“I’m Sexy and I Know It…” If data could talk, this is exactly what my data of after three years would say ( in quoting LMFAO). For the last 3 1/2 years, I had a vision of how to approach my PhD research. I was determined to work with alligators and their parasites- one of the reasons why I decided to go to UCLA was because I found an advisor who was going to let me research what I wanted to research-what I had passion for! I just didn’t want to do science-I wanted to do science that interested me and that I was absolutely obsessed about, and it just so happened I was enamoured on learning about the interaction of Louisiana Alligators and their parasites. So I’ve been going to the annual alligator harvest for three years picking through stomach, guts, lungs, etc of alligators in search of their parasites. I collected livers of alligators and froze them for later heavy metal analysis to analyze heavy metal effects on alligator parasitism. I even froze some parasites to compare and contrast host-parasite pollutant concentration. And I collected tissue samples of parasite embeddment to analyze histological slides/immune response to parasites by alligators.
I thought I was on top of the world!!!! I remember older grad students telling me, “You are going to wake up one day asking yourself, why am I doing what I am doing? What is the point of my research? What is it significance to science and society?” I snickered! I never thought I would ever feel like that- I loved crocodilians and parasites. I was going to change the world- make everyone see how cool parasites were, and how awesome crocodilians were. Yep, super optimistic! But that all changed during my doctoral orals…
There I was presenting my doctoral orals. I presented my chapters. I was asked questions about my research, and just general questions on my field- I nailed them! Data collection wasn’t a problem either, so I didn’t have to worry about them asking me, “How are you going to get that?” But after presenting my data to the Godfather of Ecoparasitology, the woman who discovered the function of antibodies, one of the oldest crocodilian researchers in the world, the MVP of mathematical modeling epidemic diseases in wildlife, and my advisor who is one of the founders of one of the world’s most prestigious systematic groups, I began to question my research. I didn’t like the questions or hypotheses I had anymore, and this feeling declined more and more each day. I knew what I wanted to do, but couldn’t really express it. My thoughts were running around like decapitated chickens in my head. Damn it! I have three years of data with close to 10,000 parasites from alligators and I have no idea what to do!!!!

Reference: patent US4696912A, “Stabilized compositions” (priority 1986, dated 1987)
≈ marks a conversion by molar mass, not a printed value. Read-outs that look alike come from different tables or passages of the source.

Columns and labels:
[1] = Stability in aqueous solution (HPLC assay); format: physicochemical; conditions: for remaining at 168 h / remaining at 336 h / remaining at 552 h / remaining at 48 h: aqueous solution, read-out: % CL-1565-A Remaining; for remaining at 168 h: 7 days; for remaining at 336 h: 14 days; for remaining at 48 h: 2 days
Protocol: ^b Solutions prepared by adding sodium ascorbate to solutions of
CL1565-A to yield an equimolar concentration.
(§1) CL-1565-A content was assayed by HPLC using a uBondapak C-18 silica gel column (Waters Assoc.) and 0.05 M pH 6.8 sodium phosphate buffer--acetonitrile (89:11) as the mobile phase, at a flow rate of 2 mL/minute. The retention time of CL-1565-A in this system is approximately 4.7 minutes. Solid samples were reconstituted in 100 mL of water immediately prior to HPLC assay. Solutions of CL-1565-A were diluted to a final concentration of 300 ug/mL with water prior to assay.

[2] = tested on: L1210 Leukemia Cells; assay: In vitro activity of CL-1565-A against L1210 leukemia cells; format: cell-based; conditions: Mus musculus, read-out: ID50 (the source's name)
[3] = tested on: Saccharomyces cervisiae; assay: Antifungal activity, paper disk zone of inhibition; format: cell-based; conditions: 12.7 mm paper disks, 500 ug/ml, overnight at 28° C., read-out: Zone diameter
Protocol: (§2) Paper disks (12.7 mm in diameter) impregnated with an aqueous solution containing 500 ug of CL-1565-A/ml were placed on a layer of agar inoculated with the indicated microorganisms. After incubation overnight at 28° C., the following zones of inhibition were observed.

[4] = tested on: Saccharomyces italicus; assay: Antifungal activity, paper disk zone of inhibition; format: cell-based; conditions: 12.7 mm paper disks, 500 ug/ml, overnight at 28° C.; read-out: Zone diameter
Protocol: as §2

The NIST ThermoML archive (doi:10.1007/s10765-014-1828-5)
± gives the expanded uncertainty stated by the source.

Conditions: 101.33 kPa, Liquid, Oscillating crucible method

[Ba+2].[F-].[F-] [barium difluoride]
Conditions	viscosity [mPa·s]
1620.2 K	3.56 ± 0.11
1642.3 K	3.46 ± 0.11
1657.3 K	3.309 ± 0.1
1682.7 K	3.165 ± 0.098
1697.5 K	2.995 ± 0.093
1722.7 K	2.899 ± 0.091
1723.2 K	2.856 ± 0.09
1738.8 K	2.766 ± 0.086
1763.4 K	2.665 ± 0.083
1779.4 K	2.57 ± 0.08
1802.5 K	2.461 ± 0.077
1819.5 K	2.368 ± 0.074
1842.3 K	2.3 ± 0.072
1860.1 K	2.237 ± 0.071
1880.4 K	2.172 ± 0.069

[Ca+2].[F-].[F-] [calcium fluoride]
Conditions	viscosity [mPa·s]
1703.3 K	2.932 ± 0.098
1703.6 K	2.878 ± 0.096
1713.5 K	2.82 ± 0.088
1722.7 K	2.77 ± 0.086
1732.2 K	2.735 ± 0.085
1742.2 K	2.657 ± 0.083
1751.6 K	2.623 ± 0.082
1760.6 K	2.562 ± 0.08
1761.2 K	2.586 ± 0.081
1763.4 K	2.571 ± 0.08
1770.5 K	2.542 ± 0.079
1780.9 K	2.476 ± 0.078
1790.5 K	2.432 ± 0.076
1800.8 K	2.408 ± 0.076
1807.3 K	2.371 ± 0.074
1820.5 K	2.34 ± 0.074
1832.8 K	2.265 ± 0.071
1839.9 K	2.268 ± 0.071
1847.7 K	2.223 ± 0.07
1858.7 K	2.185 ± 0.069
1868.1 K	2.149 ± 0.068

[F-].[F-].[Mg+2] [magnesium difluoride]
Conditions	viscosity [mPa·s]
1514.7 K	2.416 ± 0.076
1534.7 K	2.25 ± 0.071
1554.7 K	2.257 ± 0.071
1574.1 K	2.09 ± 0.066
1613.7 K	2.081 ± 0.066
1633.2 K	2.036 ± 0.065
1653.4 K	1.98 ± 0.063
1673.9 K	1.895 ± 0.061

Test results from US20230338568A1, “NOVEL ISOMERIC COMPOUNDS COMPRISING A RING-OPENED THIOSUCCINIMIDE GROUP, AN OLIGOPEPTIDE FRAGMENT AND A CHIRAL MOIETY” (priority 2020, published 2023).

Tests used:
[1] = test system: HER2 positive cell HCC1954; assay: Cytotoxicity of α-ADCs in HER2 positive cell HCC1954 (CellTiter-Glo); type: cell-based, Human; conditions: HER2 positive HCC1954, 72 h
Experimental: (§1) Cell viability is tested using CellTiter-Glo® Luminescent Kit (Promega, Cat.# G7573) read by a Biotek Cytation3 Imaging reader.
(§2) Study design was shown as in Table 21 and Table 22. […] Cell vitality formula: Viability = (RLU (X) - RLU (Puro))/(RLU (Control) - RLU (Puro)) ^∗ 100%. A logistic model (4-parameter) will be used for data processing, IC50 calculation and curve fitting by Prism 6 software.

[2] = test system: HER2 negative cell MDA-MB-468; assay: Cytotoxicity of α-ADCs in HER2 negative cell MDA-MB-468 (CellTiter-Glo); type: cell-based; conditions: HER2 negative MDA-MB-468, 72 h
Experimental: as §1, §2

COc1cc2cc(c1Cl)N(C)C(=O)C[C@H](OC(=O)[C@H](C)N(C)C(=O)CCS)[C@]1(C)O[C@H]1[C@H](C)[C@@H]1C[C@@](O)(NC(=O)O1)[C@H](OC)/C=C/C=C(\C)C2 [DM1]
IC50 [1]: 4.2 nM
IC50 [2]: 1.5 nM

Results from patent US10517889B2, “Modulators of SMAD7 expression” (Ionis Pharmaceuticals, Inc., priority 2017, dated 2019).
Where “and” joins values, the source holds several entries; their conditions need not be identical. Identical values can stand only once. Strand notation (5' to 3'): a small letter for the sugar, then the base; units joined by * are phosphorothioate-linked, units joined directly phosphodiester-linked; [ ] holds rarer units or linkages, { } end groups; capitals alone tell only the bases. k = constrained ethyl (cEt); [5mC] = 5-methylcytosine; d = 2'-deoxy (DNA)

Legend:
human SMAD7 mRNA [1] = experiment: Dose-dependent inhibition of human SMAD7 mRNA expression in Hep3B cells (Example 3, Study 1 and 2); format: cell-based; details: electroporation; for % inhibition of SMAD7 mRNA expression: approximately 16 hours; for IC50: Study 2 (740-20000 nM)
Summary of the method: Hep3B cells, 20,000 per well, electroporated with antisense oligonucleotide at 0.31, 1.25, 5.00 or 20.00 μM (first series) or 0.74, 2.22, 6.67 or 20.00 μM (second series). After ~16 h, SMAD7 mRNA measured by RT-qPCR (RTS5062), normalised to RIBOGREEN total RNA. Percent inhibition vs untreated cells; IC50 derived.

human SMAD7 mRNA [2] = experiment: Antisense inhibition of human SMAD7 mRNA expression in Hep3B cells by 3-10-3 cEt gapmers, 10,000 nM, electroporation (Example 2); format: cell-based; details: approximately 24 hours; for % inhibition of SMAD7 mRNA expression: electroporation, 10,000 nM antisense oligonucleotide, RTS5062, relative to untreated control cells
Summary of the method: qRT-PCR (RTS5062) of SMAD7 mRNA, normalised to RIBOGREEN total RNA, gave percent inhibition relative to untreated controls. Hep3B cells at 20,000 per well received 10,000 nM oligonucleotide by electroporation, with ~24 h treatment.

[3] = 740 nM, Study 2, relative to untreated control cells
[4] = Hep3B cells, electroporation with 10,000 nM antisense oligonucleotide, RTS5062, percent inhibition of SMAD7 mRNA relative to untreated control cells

Lost, frustrated, scared, and feeling idiotic the last couple months have been a struggle. I had no idea how to express my research to others at scientific meetings- I was all over the place more so than normal. I knew what I wanted to do, but just couldn’t say it or write it. I should have listened to all those older graduate students before me, because that day had come. I tried talking to some people about it, but some didn’t understand or seem to care to listen to my rant. But maybe that’s because I didn’t know what I was talking about and sounded like that Charlie Brown character.
However, the heavens have opened – I struck gold- an epiphany! After examining my data and then going over my new ideas and hypotheses with some of my committee members, I’m feeling like my project is sexy again! I feel the intellectual merit and scientific techniques I’ll be using has appeal and allure to get any scientific reviewer excited and hot. And it still has the broader impact quality of reaching out to society. Integrating toxicology, immunology, parasitology, mathematical modeling, and a dab of biochemistry, my alligator-parasite research is going to make some people’s hair stand on their ends! So what exactly am I doing or showing? You must wait in anticipation… But if you really want a sneak peak, head to http://rockethub.com/projects/3823-alien-vs-predator $1 contributions go a long way!!!!!! 😀
So if any new graduate student is reading this, be prepared. You are going to go through a period of “what the hell am I doing.” I don’t care how much you say you love your project, there will be a time. I think its been like that for every scientific researcher- its a haze. But don’t give up!!!! It’s just part of the process. But if you are feeling that way, seek some comfort or advice from another graduate student. It will help you get through the turbulence, and probably get you faster through it.
Now back to “I’m Sexy and I Know it!”